In a new study that could help city planners and policy-makers create healthier urban environments to work and live in, researchers from ATHLETE’s partner organisation ISGlobal found that exposure to green spaces during pregnancy and early childhood can affect children’s brains.

Europe is becoming increasingly urbanised, as more and more people live and work in cities, towns, and suburbs. Around 70% of Europeans live in urban areas, with many locals exposed to poor air quality, traffic noise, and other types of environmental pollution generally associated with urban environments.

By using data from 2725 children from the Netherlands and 95 children from France born between 2002 and 2006, the researchers examined how a lack of green spaces like parks, little diversity in a city’s landscape, air pollution and road-traffic noise during pregnancy and early childhood might have an impact on the development of children’s brains. The research team did so by examining the structure of the white matter in the brain – an indicator of the connectivity between different regions of the brain, which is key for a child’s overall brain function and learning abilities.

The research results, published in the peer-reviewed journal Environmental Pollution, suggest that access to green spaces during the early stages of life may reduce exposure to environmental pollutants and have a positive impact on how children’s brains develop. The presence of more surrounding green spaces contributes to decreased noise levels from road traffic, thus positively impacting healthy brain development.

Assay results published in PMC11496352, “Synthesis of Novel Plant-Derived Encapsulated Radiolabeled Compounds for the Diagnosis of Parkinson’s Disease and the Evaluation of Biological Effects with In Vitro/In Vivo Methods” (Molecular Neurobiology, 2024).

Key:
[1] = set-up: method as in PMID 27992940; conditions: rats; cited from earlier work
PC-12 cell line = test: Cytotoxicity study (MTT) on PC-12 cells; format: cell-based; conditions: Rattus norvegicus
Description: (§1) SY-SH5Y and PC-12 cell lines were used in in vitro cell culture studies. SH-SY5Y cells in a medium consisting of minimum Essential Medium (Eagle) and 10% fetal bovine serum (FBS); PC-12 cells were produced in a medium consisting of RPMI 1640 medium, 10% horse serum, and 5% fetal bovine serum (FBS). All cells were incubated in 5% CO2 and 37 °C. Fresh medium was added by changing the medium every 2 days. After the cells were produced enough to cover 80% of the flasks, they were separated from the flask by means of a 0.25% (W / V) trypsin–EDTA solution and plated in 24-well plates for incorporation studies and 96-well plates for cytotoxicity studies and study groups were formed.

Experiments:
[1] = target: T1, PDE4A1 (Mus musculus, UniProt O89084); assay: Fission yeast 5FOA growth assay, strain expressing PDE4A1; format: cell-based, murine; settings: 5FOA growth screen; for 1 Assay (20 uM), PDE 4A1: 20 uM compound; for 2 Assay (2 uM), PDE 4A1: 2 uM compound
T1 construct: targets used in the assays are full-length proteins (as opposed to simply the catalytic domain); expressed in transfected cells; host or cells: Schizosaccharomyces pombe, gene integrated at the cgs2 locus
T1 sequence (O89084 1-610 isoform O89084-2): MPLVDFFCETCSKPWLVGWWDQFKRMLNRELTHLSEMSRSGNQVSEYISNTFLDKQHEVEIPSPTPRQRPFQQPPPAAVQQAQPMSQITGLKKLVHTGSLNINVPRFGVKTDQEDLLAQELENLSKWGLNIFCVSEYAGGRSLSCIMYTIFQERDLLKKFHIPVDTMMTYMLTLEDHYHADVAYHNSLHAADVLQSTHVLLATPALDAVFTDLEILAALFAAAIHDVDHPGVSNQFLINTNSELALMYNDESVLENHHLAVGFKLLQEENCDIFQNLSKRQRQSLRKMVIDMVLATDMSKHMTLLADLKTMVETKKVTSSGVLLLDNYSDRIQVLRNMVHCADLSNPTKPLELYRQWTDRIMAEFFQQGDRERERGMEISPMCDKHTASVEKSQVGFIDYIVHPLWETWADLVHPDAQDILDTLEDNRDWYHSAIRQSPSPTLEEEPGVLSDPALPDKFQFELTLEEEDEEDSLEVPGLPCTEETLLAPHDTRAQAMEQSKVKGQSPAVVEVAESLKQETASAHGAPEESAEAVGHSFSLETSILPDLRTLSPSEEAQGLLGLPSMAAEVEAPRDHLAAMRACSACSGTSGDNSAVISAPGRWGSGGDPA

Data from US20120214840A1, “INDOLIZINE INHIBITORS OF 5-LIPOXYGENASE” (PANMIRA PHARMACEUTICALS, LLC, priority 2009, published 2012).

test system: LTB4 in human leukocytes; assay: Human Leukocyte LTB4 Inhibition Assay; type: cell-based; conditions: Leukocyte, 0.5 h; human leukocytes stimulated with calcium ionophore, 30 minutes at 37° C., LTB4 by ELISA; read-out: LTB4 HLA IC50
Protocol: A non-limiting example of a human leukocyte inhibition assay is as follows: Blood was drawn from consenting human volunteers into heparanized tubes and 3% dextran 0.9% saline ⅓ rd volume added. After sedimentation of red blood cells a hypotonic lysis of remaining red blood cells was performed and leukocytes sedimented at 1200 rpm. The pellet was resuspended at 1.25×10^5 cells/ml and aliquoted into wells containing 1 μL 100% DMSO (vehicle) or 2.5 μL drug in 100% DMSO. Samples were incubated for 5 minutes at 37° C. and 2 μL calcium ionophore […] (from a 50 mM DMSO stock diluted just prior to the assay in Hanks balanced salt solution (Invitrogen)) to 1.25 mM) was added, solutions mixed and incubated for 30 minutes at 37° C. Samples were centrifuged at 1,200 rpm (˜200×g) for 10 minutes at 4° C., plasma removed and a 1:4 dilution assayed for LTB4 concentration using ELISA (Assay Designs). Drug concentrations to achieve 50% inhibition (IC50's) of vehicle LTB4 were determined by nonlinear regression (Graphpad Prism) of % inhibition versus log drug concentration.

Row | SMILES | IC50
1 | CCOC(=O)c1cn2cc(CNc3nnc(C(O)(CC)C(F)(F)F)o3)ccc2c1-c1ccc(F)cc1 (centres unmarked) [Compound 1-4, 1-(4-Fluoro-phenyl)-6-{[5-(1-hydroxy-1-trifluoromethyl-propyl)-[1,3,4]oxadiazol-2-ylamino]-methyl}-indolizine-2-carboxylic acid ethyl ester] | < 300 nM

The study is the first to examine the associations between green spaces in urban environments and the brain’s structural connectivity. It adds to our understanding of the Human Exposome, a unique approach to studying the different forms of environmental pollution people are exposed to from pregnancy onwards. By researching the Exposome, projects like ATHLETE can help policy-makers take preventative action against harmful pollution.


Anne-Claire Binter, Laura Granés, Elise Bannier, Montserrat de Castro, Sami Petricola, Serena Fossati, Martine Vrijheid, Cécile Chevrier, Hanan El Marroun, Mark Nieuwenhuijsen, Dave Saint-Amour, Henning Tiemeier, Mònica Guxens. Urban environment during pregnancy and childhood and white matter microstructure in preadolescence in two European birth cohorts, Environmental Pollution, Volume 346, 2024, 123612, ISSN 0269-7491,